Audi travolution Project Explained

The automotive world and technology go hand in hand when it comes to developing efficient solutions for urban driving, and Audi’s travolution project is just the thing to prove this. Initially launched in 2006, the project uses a method that allows cars to communicate with traffic signals. This means greater efficiency and lower emissions in urban traffic. This field of technology is known as Car-to-X communication and has already proven promising results. How it works
The results obtained during the first travolution project in 2006 have shown that reduced waiting times at traffic signals cuts fuel consumption by 17 percent. As we speak, Audi is conducting phase two of the project, in which vehicles communicate directly with traffic light systems, using wireless LAN and UMTS links.

Each traffic light system continuously transmits a package of standard information that includes a description of the system’s structure, a status report on the color of the individual traffic lights for the respective directions of travel and a preview of how the lights will most likely change in the near future. The controller in the test vehicle uses this information to compute fuel-saving driving behavior for the driver.

If the vehicle is equipped with adaptive cruise control (ACC), the travolution project turns the radar-assisted cruise control into a smartACC system. The traffic light system sends the time of the next light change to the vehicle. The on-board computer uses this to then compute the optimal speed. If the driver then briefly pulls on the steering column stalk, this assistant brings the car to precisely this speed, so that the driver doesn’t have to wait at the light.

The assistant also warns a driver who attempts to enter an intersection when the light is yellow or red or is changing to red while the driver crosses the stop line.

The company is collaborating with a number of partners in the travolution project, including the City of Ingolstadt, Scheidt & Bachmann GmbH, TaxiFunk Ingolstadt, ADAC (General German Automobile Association), GEVAS software GmbH, the Technical University of Munich, Ingolstadt University of Applied Sciences and the University of Erlangen-Nuremberg.

What it does

Traffic lights have been equipped with communications modules that send the time for the next green phase to the car’s on-board computer. The drivers of these cars are informed through the Audi MMI infotainment system at what speed they should travel in order to drive through the intersection without having to stop. This speed can then be selected by the adaptive cruise control (ACC), but the driver can also delegate this task to the car’s control system.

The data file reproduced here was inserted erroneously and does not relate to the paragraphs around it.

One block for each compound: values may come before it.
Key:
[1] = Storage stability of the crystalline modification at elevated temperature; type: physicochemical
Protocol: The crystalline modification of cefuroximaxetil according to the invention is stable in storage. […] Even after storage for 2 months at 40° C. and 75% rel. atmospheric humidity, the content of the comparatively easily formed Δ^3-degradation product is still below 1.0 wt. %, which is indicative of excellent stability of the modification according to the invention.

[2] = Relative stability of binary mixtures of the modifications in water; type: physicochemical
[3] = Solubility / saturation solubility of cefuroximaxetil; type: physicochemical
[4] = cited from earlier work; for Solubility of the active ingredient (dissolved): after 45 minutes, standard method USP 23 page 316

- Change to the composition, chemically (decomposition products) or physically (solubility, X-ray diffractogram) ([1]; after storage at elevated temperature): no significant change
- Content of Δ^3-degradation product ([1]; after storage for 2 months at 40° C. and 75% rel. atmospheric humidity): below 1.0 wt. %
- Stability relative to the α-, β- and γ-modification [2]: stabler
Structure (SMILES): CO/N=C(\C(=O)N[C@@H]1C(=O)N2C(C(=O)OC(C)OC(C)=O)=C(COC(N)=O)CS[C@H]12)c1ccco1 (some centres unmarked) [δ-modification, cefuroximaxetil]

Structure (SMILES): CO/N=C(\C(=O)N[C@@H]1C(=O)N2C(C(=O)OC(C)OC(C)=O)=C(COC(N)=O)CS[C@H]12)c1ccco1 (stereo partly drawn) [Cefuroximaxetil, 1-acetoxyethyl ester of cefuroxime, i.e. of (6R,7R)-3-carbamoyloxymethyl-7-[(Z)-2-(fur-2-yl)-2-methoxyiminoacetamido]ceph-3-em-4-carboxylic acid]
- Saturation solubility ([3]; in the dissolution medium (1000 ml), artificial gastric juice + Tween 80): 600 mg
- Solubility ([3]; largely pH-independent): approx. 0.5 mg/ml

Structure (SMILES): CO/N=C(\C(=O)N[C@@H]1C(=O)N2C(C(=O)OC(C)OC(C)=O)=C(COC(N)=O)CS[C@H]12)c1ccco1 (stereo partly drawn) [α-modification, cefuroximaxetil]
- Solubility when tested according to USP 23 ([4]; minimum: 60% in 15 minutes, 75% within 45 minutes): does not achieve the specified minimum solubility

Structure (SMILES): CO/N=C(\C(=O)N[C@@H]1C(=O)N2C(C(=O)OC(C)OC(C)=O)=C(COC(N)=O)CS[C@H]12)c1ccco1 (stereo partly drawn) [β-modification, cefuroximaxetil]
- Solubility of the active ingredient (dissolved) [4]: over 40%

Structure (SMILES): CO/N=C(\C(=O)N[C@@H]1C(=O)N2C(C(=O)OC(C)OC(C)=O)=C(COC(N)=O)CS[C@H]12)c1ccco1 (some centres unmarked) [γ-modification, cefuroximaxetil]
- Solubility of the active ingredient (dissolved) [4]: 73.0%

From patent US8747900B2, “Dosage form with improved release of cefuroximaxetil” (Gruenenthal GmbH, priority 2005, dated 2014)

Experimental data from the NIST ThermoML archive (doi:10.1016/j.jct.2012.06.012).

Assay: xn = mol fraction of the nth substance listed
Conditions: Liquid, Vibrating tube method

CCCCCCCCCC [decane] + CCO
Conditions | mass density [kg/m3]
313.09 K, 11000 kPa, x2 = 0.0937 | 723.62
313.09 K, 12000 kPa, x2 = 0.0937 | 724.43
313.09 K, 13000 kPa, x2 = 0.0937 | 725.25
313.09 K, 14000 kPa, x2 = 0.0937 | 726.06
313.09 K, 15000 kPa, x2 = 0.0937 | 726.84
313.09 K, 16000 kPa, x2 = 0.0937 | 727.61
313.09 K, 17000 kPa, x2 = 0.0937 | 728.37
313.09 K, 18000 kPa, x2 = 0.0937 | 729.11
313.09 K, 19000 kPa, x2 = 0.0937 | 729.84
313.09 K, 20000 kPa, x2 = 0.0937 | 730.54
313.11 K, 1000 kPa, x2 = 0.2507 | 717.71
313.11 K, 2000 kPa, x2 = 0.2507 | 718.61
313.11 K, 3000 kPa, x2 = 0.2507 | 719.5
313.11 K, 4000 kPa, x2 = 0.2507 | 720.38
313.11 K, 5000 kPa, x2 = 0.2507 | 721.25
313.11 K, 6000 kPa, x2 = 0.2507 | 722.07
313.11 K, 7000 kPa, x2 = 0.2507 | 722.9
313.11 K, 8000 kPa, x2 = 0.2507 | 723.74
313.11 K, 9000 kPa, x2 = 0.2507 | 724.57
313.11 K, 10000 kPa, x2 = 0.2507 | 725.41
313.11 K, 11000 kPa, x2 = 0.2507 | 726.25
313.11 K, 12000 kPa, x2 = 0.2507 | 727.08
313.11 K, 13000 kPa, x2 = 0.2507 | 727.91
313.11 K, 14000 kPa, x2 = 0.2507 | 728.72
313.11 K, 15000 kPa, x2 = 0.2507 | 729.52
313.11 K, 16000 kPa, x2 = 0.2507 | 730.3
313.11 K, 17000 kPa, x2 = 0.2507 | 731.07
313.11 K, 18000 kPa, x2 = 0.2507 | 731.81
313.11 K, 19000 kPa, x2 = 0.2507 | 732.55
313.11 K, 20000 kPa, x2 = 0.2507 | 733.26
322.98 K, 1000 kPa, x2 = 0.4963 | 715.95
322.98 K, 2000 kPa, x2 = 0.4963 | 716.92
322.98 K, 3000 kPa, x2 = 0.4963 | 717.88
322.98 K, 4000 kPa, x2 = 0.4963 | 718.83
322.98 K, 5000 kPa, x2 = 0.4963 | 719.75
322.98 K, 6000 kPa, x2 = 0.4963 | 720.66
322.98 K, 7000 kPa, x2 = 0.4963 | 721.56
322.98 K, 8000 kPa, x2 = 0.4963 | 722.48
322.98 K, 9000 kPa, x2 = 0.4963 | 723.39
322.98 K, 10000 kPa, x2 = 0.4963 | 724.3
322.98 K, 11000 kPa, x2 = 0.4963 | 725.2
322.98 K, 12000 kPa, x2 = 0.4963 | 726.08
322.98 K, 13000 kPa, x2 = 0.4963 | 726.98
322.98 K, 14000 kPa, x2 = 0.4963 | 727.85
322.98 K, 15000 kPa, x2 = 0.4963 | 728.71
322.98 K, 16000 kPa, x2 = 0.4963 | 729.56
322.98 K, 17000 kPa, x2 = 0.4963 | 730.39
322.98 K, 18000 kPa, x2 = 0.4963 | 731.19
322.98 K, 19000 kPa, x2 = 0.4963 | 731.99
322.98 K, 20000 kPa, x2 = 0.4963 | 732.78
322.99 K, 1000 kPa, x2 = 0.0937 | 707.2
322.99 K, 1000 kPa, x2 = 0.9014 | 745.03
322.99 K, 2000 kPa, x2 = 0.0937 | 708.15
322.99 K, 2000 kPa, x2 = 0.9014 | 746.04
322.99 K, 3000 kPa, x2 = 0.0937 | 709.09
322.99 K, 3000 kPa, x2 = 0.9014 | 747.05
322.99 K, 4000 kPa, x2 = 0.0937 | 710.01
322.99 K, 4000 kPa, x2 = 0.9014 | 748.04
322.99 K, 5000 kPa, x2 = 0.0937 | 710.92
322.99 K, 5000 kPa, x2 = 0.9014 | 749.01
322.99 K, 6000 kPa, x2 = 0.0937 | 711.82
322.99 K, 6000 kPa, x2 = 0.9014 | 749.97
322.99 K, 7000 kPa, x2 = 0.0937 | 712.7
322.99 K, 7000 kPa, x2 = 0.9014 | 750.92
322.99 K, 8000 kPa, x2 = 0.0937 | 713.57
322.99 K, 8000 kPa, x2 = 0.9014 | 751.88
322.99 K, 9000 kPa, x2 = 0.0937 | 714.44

If the car is stopped at a red traffic light, this transmits information via the car’s computer on how long the driver will have to wait before it switches to green again. If on the other hand the car approaches a traffic light that is about to switch to yellow or red, the driver is warned by a visual or acoustic signal, or by a brief interruption to the flow of power from the engine.

Vehicles can report traffic jams and can generate an overall picture of the traffic situation in a city. This is achieved in the travolution project using empirical data, taxi floating car data (Taxi FCD) and information from the ADAC, which the vehicle can actively retrieve from the server via UMTS.

The travolution system also makes it possible to pay online when refueling or parking the car. In both cases, the individual steps are visualized on the MMI on-board monitor, where the driver can also see how many parking spots are still available. The car itself communicates with the stationary equipment at the filling station or parking garage. When the driver confirms the charge via the Multi Media Interface (MMI), it is automatically debited from the customer’s account or credit card.

Future developments

Additional follow-on projects based on travolution are to be initiated. Moreover, nearly instant traffic information for the city will keep drivers better informed.

Audi is also working on the intersection assistant, which enables the cars to exchange information with one another. In fact, Audi says cars can warn each other of breakdowns and weather-related events such as snowy roads detected by the ESP sensors.
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